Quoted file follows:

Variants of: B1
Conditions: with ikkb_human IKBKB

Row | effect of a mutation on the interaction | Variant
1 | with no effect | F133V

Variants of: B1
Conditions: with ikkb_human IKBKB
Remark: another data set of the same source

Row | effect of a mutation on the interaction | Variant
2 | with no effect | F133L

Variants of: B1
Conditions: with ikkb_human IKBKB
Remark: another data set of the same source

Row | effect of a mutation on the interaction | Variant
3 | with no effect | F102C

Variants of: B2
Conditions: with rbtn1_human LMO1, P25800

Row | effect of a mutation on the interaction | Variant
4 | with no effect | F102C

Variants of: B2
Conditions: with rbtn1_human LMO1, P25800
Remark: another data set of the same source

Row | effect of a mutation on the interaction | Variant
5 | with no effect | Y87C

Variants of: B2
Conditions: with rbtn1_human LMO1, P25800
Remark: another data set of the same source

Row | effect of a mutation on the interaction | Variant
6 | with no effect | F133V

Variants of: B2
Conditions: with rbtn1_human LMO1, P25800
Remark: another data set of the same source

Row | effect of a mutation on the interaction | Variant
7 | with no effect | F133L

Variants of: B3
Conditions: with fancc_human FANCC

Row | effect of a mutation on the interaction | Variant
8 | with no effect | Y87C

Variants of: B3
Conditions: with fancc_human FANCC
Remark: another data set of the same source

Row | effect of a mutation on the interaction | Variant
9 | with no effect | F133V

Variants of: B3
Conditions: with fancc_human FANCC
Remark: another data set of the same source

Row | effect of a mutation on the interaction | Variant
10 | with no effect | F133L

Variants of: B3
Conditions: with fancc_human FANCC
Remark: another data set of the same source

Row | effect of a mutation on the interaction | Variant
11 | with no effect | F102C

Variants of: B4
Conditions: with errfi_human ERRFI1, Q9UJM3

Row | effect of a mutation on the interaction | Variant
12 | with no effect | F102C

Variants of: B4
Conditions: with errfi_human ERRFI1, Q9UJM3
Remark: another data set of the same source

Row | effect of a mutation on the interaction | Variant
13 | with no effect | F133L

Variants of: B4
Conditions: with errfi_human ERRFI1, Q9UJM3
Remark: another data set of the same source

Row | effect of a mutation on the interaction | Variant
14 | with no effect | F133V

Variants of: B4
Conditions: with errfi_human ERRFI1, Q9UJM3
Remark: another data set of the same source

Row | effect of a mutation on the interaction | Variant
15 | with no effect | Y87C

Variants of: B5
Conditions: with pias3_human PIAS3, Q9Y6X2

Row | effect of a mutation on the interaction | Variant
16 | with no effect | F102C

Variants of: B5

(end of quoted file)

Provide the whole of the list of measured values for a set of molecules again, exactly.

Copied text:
Variants of: B1
Conditions: with ikkb_human IKBKB

Row | effect of a mutation on the interaction | Variant
1 | with no effect | F133V

Variants of: B1
Conditions: with ikkb_human IKBKB
Remark: another data set of the same source

Row | effect of a mutation on the interaction | Variant
2 | with no effect | F133L

Variants of: B1
Conditions: with ikkb_human IKBKB
Remark: another data set of the same source

Row | effect of a mutation on the interaction | Variant
3 | with no effect | F102C

Variants of: B2
Conditions: with rbtn1_human LMO1, P25800

Row | effect of a mutation on the interaction | Variant
4 | with no effect | F102C

Variants of: B2
Conditions: with rbtn1_human LMO1, P25800
Remark: another data set of the same source

Row | effect of a mutation on the interaction | Variant
5 | with no effect | Y87C

Variants of: B2
Conditions: with rbtn1_human LMO1, P25800
Remark: another data set of the same source

Row | effect of a mutation on the interaction | Variant
6 | with no effect | F133V

Variants of: B2
Conditions: with rbtn1_human LMO1, P25800
Remark: another data set of the same source

Row | effect of a mutation on the interaction | Variant
7 | with no effect | F133L

Variants of: B3
Conditions: with fancc_human FANCC

Row | effect of a mutation on the interaction | Variant
8 | with no effect | Y87C

Variants of: B3
Conditions: with fancc_human FANCC
Remark: another data set of the same source

Row | effect of a mutation on the interaction | Variant
9 | with no effect | F133V

Variants of: B3
Conditions: with fancc_human FANCC
Remark: another data set of the same source

Row | effect of a mutation on the interaction | Variant
10 | with no effect | F133L

Variants of: B3
Conditions: with fancc_human FANCC
Remark: another data set of the same source

Row | effect of a mutation on the interaction | Variant
11 | with no effect | F102C

Variants of: B4
Conditions: with errfi_human ERRFI1, Q9UJM3

Row | effect of a mutation on the interaction | Variant
12 | with no effect | F102C

Variants of: B4
Conditions: with errfi_human ERRFI1, Q9UJM3
Remark: another data set of the same source

Row | effect of a mutation on the interaction | Variant
13 | with no effect | F133L

Variants of: B4
Conditions: with errfi_human ERRFI1, Q9UJM3
Remark: another data set of the same source

Row | effect of a mutation on the interaction | Variant
14 | with no effect | F133V

Variants of: B4
Conditions: with errfi_human ERRFI1, Q9UJM3
Remark: another data set of the same source

Row | effect of a mutation on the interaction | Variant
15 | with no effect | Y87C

Variants of: B5
Conditions: with pias3_human PIAS3, Q9Y6X2

Row | effect of a mutation on the interaction | Variant
16 | with no effect | F102C

Variants of: B5